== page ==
How Changes in Entry Requirements Alter the Teacher Workforce and Affect Student Achievement
AbstractWe are in the midst of what amounts to a national experiment in how best to attract, prepare, and retain teachers, particularly for high-poverty urban schools. Using data on students and teachers in grades 3–8, this study assesses the effects of pathways into teaching in New York City on the teacher workforce and on student achievement. We ask whether teachers who enter through new routes, with reduced coursework prior to teaching, are more or less effective at improving student achievement. When compared to teachers who completed a university-based teacher education program, teachers with reduced coursework prior to entry often provide smaller initial gains in both mathematics and English language arts. Most differences disappear as the cohort matures, and many of the differences are not large in magnitude, typically 2 to 5 percent of a standard deviation. The variation in effectiveness within pathways is far greater than the average differences between pathways. © 2006 American Education Finance Association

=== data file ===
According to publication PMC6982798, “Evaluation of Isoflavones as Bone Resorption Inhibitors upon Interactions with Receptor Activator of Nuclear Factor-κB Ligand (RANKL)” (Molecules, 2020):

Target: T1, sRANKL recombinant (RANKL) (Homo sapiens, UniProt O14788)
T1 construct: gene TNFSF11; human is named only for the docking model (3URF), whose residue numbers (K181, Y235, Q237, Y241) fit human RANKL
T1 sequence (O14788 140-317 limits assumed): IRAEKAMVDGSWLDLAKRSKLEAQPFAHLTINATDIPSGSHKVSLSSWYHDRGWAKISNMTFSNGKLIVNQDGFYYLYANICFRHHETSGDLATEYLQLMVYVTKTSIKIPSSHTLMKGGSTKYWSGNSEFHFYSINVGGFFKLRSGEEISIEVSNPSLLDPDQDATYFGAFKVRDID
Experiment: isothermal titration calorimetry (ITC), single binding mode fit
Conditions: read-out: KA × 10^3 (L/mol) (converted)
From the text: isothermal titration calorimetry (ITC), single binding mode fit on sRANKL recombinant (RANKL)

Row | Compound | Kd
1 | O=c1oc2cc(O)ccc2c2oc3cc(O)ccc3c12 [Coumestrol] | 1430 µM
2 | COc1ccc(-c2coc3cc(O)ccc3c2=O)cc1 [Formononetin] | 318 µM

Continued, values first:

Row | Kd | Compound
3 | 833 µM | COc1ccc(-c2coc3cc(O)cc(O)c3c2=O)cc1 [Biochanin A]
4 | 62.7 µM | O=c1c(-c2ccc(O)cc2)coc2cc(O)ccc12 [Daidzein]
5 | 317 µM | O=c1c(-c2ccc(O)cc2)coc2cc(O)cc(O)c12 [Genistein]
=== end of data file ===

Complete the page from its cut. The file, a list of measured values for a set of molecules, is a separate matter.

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Bibliographic InfoArticle provided by MIT Press in its journal Education Finance and Policy.
Volume (Year): 1 (2006)
Issue (Month): 2 (April)
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Web page: http://mitpress.mit.edu/journals/
Other versions of this item:
- Donald Boyd & Pamela Grossman & Hamilton Lankford & Susanna Loeb & James Wyckoff, 2005. "How Changes in Entry Requirements Alter the Teacher Workforce and Affect Student Achievement," NBER Working Papers 11844, National Bureau of Economic Research, Inc.
- I21 - Health, Education, and Welfare - - Education - - - Analysis of Education
- I22 - Health, Education, and Welfare - - Education - - - Educational Finance
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